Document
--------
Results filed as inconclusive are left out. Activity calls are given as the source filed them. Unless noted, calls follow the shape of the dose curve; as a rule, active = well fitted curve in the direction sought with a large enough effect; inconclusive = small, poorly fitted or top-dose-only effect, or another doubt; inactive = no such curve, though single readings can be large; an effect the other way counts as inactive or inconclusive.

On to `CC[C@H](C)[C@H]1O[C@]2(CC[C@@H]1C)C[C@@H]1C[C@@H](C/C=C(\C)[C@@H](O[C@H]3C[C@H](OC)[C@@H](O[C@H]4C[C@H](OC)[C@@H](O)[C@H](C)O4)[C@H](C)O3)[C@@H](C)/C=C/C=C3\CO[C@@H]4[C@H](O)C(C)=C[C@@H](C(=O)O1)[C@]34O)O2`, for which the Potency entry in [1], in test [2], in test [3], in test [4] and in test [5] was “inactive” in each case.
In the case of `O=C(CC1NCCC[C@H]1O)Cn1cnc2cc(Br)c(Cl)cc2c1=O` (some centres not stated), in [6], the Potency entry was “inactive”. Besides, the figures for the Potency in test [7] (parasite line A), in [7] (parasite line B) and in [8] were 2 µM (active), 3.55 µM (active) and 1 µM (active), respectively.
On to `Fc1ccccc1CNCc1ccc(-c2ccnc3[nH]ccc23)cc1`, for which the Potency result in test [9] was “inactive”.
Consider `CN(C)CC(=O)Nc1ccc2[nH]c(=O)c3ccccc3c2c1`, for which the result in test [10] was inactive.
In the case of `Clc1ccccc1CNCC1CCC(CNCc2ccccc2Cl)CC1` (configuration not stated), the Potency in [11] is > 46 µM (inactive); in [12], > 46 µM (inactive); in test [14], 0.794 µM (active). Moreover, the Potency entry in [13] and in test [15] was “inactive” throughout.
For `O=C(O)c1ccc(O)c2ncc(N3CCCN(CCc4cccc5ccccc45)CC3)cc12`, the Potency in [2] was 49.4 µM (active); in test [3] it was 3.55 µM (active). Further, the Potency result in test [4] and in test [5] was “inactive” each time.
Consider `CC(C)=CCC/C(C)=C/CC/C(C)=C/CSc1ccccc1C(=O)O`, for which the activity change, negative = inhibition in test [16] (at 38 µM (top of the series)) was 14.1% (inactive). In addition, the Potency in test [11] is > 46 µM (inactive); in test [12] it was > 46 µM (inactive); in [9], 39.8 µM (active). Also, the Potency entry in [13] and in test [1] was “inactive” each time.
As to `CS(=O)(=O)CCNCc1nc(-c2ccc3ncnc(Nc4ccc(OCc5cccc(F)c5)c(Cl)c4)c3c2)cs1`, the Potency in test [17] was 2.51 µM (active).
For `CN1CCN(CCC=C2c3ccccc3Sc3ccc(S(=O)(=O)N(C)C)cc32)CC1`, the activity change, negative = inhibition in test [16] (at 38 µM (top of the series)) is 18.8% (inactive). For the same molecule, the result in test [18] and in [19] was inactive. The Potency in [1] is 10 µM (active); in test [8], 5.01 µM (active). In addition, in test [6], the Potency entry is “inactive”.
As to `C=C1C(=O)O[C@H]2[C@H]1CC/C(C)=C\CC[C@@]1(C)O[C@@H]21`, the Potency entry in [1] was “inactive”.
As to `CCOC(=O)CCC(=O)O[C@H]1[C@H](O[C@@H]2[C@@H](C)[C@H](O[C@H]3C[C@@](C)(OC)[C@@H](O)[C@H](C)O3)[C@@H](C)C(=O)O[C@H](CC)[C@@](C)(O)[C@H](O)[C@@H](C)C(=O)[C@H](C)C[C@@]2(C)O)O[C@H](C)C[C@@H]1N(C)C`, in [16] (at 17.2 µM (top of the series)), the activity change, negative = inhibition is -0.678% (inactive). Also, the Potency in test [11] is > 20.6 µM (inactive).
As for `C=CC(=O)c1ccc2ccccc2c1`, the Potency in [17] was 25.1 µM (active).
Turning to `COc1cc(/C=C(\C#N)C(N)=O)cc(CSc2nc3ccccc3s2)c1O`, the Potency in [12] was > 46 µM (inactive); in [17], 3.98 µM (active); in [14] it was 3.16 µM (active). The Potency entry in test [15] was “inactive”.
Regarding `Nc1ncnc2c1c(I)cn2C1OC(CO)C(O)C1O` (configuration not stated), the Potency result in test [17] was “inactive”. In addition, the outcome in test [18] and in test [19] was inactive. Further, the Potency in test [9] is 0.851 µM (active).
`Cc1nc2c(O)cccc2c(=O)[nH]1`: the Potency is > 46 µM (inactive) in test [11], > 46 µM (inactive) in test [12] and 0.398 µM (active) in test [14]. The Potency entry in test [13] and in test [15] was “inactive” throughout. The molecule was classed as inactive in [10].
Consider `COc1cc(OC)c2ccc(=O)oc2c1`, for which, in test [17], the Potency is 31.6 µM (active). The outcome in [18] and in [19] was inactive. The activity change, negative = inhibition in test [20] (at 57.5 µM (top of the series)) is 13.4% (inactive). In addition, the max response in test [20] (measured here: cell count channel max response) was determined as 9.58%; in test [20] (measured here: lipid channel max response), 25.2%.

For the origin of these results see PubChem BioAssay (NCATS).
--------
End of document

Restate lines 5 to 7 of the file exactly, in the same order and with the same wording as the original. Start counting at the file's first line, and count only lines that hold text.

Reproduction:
Consider `CN(C)CC(=O)Nc1ccc2[nH]c(=O)c3ccccc3c2c1`, for which the result in test [10] was inactive.
In the case of `Clc1ccccc1CNCC1CCC(CNCc2ccccc2Cl)CC1` (configuration not stated), the Potency in [11] is > 46 µM (inactive); in [12], > 46 µM (inactive); in test [14], 0.794 µM (active). Moreover, the Potency entry in [13] and in test [15] was “inactive” throughout.
For `O=C(O)c1ccc(O)c2ncc(N3CCCN(CCc4cccc5ccccc45)CC3)cc12`, the Potency in [2] was 49.4 µM (active); in test [3] it was 3.55 µM (active). Further, the Potency result in test [4] and in test [5] was “inactive” each time.